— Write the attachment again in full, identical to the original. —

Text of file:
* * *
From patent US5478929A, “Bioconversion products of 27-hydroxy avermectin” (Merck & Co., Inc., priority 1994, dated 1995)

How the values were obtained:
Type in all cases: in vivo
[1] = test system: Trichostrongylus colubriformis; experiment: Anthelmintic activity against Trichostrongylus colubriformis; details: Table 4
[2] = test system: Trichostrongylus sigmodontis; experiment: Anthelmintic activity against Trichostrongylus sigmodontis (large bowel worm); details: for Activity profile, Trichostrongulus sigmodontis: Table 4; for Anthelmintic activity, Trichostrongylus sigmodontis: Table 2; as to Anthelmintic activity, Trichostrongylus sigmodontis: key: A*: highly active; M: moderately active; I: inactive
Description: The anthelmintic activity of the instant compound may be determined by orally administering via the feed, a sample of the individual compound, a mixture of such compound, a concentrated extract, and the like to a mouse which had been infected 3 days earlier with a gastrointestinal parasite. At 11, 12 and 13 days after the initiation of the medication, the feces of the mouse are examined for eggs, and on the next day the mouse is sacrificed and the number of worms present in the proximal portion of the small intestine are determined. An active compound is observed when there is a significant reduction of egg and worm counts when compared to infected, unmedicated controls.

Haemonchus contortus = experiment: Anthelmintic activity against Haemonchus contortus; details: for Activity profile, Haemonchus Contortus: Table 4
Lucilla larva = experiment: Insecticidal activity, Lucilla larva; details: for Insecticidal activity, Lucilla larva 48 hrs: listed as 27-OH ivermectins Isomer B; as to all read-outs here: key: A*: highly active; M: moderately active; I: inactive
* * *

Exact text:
From patent US5478929A, “Bioconversion products of 27-hydroxy avermectin” (Merck & Co., Inc., priority 1994, dated 1995)

How the values were obtained:
Type in all cases: in vivo
[1] = test system: Trichostrongylus colubriformis; experiment: Anthelmintic activity against Trichostrongylus colubriformis; details: Table 4
[2] = test system: Trichostrongylus sigmodontis; experiment: Anthelmintic activity against Trichostrongylus sigmodontis (large bowel worm); details: for Activity profile, Trichostrongulus sigmodontis: Table 4; for Anthelmintic activity, Trichostrongylus sigmodontis: Table 2; as to Anthelmintic activity, Trichostrongylus sigmodontis: key: A*: highly active; M: moderately active; I: inactive
Description: The anthelmintic activity of the instant compound may be determined by orally administering via the feed, a sample of the individual compound, a mixture of such compound, a concentrated extract, and the like to a mouse which had been infected 3 days earlier with a gastrointestinal parasite. At 11, 12 and 13 days after the initiation of the medication, the feces of the mouse are examined for eggs, and on the next day the mouse is sacrificed and the number of worms present in the proximal portion of the small intestine are determined. An active compound is observed when there is a significant reduction of egg and worm counts when compared to infected, unmedicated controls.

Haemonchus contortus = experiment: Anthelmintic activity against Haemonchus contortus; details: for Activity profile, Haemonchus Contortus: Table 4
Lucilla larva = experiment: Insecticidal activity, Lucilla larva; details: for Insecticidal activity, Lucilla larva 48 hrs: listed as 27-OH ivermectins Isomer B; as to all read-outs here: key: A*: highly active; M: moderately active; I: inactive